Date of Award
Doctor of Philosophy
David A. Reidy
Otis H. Stephens, John Nolt, Betsy C. Postow
John Rawls developed the most compelling normative account of liberal constitutional democracy of the 20th century. Today, however, prominent political theorists such as Jeremy Waldron and Ian Shapiro are calling for post-Rawlsian, “power friendly” approaches to democratic theory. Power friendly approaches surrender a significant historical strain of liberal democratic thought, often associated with Rawls—the hope for a politics of shared reason. Such “rationalist expectations” must be abandoned, says Shapiro. Power friendly theorists hold that disagreements over justice, and other issues, are so deep that political philosophers cannot say what justice requires even under ideal conditions. Democratic citizens can only constitute themselves as a democratic body politic through real time political processes. But this means that, for nearly every constitutional and legislative issue, the will of some citizens will govern all. There is no hope for a politics of shared reason; what we have is a struggle between reasons, where one side wins and the other side loses. Power friendly theorists seek to legitimate this unavoidable exercise of force by describing pragmatic, prudential or normative reasons for accepting such democratic outcomes as authoritative. Democratic institutions that produce a stable modus vivendi, in which the spiritual and material needs of citizens are at least minimally satisfied, should be regarded as authoritative on those (or similar) grounds. For instance, Shapiro argues that democracy deserves our allegiance because it is the best available way of “managing power relations among people who disagree about the nature of the common good,” but who must nevertheless live together. Of course, the loser is never happy about losing these struggles, but she has sound reason to accept the outcomes anyway, and she lives to fight another day.
Power friendly theorists have a point. But what they do not realize is that Rawls conceded this point around 1980, and then proposed his own power friendly account of democratic law and political authority. Rawls’s account centers on his liberal principle of legitimacy. What is significant about his approach is its faithfulness to the spirit, if not the fact, of the liberal ideal of shared reason. That is, while Rawls is not the shared reason rationalist that many accuse him of being, he does not surrender as much of the liberal project as the power friendly theorists do. Rawls’s view represents a third option, which sits between the rationalist and the power friendly poles. Unfortunately, few have understood his account, because few have read all of his work, or considered his intellectual debts. I construct a Rawlsian power friendly view of law and legitimacy that is philosophically rigorous, faithful to Rawls’s texts, and grounded in a thorough understanding of his intellectual debts, in particular to H. L. A. Hart and Philip Soper. In the end, I argue that the Rawlsian power friendly view is philosophically superior to both the rationalist view (wrongly attributed to Rawls) and the newer power friendly views of Waldron and Shapiro.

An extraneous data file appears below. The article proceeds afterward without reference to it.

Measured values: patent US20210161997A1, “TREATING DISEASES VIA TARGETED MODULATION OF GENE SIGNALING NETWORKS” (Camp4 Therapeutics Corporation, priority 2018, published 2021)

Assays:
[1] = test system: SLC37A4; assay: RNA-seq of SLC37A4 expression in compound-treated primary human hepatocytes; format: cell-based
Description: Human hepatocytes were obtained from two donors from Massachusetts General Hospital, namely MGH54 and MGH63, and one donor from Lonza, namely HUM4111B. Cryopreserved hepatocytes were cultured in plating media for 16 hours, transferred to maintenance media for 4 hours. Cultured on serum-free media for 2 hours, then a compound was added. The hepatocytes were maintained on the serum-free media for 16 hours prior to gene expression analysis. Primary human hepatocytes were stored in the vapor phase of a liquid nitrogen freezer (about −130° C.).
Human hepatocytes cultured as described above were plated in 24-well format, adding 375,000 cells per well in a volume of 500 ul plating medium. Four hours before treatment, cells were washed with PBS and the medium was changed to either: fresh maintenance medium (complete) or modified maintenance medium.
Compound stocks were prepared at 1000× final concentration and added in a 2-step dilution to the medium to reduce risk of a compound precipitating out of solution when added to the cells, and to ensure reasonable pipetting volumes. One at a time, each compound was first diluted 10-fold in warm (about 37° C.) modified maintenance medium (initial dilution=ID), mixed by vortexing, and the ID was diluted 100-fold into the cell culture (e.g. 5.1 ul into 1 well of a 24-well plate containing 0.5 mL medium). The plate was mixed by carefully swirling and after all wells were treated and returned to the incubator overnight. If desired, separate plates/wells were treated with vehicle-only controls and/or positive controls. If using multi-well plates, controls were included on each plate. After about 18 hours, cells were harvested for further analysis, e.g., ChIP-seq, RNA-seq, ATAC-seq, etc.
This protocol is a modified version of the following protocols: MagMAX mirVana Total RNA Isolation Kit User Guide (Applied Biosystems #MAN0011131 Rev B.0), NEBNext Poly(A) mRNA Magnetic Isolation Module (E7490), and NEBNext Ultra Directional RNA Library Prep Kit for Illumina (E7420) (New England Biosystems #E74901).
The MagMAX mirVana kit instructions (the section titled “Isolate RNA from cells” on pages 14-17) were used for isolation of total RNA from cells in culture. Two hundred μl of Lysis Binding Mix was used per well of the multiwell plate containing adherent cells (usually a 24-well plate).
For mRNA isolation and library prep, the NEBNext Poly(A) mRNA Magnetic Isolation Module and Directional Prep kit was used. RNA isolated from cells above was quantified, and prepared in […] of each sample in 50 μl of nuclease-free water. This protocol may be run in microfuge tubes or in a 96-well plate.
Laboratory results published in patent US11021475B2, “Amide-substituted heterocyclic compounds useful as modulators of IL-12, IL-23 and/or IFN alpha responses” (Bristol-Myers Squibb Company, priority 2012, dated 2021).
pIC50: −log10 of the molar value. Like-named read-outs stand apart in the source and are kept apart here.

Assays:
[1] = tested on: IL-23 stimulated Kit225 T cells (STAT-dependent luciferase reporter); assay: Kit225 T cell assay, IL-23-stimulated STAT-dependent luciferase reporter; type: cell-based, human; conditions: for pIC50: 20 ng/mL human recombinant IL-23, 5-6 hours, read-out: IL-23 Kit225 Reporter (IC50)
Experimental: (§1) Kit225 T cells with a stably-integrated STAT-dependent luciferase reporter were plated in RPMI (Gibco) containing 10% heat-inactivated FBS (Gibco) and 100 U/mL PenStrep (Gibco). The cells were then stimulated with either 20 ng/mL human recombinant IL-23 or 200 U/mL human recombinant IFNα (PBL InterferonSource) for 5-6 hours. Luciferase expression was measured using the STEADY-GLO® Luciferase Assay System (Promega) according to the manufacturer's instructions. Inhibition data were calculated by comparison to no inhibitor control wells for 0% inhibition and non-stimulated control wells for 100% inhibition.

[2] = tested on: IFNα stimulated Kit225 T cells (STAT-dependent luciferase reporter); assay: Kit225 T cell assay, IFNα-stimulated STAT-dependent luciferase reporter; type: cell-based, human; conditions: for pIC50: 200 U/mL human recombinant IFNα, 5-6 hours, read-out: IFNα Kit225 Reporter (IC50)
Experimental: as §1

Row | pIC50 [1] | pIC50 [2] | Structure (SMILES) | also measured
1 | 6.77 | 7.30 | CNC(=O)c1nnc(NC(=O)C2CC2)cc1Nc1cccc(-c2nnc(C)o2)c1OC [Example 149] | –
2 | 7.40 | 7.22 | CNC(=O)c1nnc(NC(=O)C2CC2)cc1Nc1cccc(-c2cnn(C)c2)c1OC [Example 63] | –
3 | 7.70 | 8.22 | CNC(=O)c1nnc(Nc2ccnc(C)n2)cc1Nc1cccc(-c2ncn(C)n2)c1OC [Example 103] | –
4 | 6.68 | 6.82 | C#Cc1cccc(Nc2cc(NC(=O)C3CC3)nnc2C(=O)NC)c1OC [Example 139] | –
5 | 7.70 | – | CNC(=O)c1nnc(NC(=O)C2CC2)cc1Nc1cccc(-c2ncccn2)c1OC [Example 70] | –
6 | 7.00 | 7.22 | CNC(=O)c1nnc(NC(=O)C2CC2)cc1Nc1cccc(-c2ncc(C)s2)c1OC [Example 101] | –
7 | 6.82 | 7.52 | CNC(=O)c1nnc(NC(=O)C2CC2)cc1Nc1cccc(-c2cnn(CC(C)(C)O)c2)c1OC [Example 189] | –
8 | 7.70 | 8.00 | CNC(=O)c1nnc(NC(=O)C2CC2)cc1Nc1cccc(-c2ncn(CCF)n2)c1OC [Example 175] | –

Riker, Walter Joram, "Law and Legitimacy: Toward a Rawlsian Solution. " PhD diss., University of Tennessee, 2007.